Is Trump the midterm goat or hero?

The Reporter (Lansdale, PA) - - OPINION - Chris Freind Colum­nist

“What’s your pre­dic­tion?” Pun­dits pride them­selves in an­swer­ing that ques­tion. But it’s a fool’s er­rand.

Elec­tion fore­cast­ing was once per­formed with laser-like pre­ci­sion. But now, ac­cu­rate pre­dic­tions are go­ing the way of the dodo, as tra­di­tional as­sump­tions and his­tor­i­cal prece­dents have gone out the win­dow. The re­sult is un­charted ter­ri­tory.

The rea­sons are many: a hyper-par­ti­san so­ci­ety; 24/7 news cov­er­age; un­prece­dented mo­bi­liza­tion via so­cial me­dia; and the all-im­por­tant “Trump” phe­nom­e­non – where cer­tain can­di­dates and is­sues (such as Brexit) un­der-poll but out­per­form.

Let’s be hon­est: De­spite those who “knew” that Mr. Trump would win (a bro­ken clock is right twice a day) vir­tu­ally no one, in­clud­ing Trump him­self, thought he would pre­vail. The les­son: Sur­prises are the new norm.

.Trite as it sounds, the sole fac­tor in de­ter­min­ing tight races is who’s bet­ter at turnout. Easy to plan, but much harder to ex­e­cute.

Democrats of­ten claim “voter sup­pres­sion.” In some re­spects, they are cor­rect. First, felons who served their time should have their vot­ing rights re­stored. Once re­ha­bil­i­tated, they shouldn’t be de­nied that right.

More egre­gious is the vot­ing dis­en­fran­chise­ment of some Na­tive Amer­i­cans be­cause they lack tra­di­tional ad­dresses on their reser­va­tions. Sorry, but that should not be rea­son enough to strip them of vot­ing rights. We put a man on the moon 50 years ago, so it can’t be that hard to en­act a sys­tem where iden­ti­ties and ad­dresses can be ver­i­fied.

Is it a co­in­ci­dence that Repub­li­cans in North Dakota spear­headed this ef­fort? That many Na­tive Amer­i­cans vote Demo­cratic? And that Demo­cratic in­cum­bent Heidi Heitkamp’s vic­tory in 2012 was only by 3,000 votes? This author would love to think yes, but ex­pe­ri­ence says oth­er­wise.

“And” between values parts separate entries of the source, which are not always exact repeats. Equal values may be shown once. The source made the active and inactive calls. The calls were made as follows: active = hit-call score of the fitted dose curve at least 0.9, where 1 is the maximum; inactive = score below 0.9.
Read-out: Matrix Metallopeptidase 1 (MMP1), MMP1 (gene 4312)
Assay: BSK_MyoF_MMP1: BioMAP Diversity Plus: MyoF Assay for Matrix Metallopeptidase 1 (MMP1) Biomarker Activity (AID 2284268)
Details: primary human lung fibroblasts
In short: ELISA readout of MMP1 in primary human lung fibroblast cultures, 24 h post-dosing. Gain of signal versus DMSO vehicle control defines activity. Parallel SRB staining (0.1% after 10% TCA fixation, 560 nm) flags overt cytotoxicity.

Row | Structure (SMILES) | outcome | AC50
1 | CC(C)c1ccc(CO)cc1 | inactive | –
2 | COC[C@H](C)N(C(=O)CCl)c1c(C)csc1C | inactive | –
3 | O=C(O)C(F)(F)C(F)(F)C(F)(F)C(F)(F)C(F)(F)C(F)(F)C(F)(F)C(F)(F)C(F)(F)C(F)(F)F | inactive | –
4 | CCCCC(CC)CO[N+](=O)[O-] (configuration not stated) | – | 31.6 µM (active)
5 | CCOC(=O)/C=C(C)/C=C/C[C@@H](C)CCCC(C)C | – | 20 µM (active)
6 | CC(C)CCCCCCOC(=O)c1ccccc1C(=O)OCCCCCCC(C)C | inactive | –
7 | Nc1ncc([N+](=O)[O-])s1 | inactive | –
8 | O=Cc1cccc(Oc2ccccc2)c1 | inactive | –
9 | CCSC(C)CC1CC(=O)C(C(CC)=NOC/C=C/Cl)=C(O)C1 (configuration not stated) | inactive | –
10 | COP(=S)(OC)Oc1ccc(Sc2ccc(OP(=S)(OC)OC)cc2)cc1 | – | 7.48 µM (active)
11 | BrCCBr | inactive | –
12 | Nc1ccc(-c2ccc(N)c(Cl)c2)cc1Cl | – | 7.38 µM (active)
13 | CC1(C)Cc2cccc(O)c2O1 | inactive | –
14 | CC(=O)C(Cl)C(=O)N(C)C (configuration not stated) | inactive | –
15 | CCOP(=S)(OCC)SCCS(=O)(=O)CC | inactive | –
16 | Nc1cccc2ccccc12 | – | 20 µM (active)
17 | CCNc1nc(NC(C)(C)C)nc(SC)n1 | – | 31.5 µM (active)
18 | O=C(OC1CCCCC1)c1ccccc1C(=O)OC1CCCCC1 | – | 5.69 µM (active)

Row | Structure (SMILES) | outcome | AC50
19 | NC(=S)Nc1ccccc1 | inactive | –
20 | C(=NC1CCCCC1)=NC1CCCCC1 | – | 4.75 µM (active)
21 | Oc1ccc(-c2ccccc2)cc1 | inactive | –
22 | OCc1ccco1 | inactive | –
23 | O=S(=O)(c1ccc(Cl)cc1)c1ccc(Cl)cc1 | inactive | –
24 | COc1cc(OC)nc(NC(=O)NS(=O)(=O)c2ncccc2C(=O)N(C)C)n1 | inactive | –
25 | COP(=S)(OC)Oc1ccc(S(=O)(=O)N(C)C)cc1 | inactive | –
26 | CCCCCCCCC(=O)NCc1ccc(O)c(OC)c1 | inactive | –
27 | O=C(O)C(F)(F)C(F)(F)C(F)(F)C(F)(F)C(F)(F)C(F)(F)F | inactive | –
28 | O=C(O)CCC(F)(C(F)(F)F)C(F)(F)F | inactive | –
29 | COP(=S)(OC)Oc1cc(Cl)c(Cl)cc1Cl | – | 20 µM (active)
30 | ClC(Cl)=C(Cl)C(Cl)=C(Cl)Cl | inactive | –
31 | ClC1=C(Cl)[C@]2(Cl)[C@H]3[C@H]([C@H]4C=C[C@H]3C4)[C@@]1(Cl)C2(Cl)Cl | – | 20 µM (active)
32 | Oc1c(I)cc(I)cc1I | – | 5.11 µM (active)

Our hal­lowed right to vote should never be politi­cized! If one side can’t win on the is­sues, shame on them. Re­gard­ing Voter ID, the claim that it dis­en­fran­chises peo­ple is lu­di­crous. In a so­ci­ety where peo­ple must show ID to en­ter of­fice build­ings, air­planes, trains and even buy an­ti­his­tamine, it’s time to give the same im­por­tance to vot­ing. Gov­ern­ment-is­sued IDs are free of charge, so let’s cut the crap. No ID, no vote. End of story.

Early vot­ing should be abol­ished. Not only does this prac­tice add con­sid­er­able ex­pense to lo­cal gov­ern­ments, it is also un­nec­es­sary.

From a com­mon-sense per­spec­tive, what hap­pens when a ci­ti­zen casts a vote weeks be­fore elec­tion day, and sub­se­quently learns some­thing dis­tress­ing about his can­di­date?

Same for straight-ticket vot­ing. Amer­i­cans have be­come far too com­pla­cent when it comes to vot­ing and, as a re­sult, are reap­ing the con­se­quences of a cor­rupted sys­tem. Good pol­icy should never come down to just a “Demo­crat” or “Repub­li­can” one-sec­ond level pull. In­stead, mak­ing cit­i­zens vote for in­di­vid­u­als over party may yet in­spire them to take a more avid in­ter­est in who will rep­re­sent them.

Both sides need a les­son in mes­sag­ing. Democrats ran a cam­paign bereft of ideas save one: vote against Trump. It may have been enough to win the House, but as a long-term strat­egy, it’s a dis­as­ter. Just ask Repub­li­cans who did the same thing to Obama, thus en­sur­ing his re-elec­tion.

On the Repub­li­can side, it’s clear the pres­i­dent un­der­stands cam­paign mes­sag­ing, as ev­ery­one knows his plat­form: hardline on im­mi­gra­tion; lower taxes; tough on China; fewer reg­u­la­tions. But he’s not run­ning.

In­stead, the GOP had Se­nate leader Mitch McCon­nell stat­ing, mere weeks be­fore the elec­tion, that So­cial Se­cu­rity, Medi­care and Med­ic­aid needed to be cut. That may be nec­es­sary, but who in their right mind says that be­fore an elec­tion, es­pe­cially one where your party is al­ready fac­ing dif­fi­cult odds? Truly baf­fling.

And the GOP got the worst of both worlds when it voted to re­move pre-ex­ist­ing con­di­tion pro­tec­tions from the Oba­macare re­peal bill – but never passed it. They ended up get­ting ham­mered for some­thing that never saw the light of day. Bril­liant.

The Repub­li­cans re­fused to run ad­vo­cacy ads dur­ing the last year out­lin­ing their vi­sion and what they’ve done. In­stead, they chose the cookie-cut­ter ap­proach of run­ning mostly in­ef­fec­tive ads dur­ing the white noise of cam­paign sea­son.

It just goes to prove that, Don­ald Trump not­with­stand­ing, the more things change in Wash­ing­ton, the more they stay the same.

2020, here we come.

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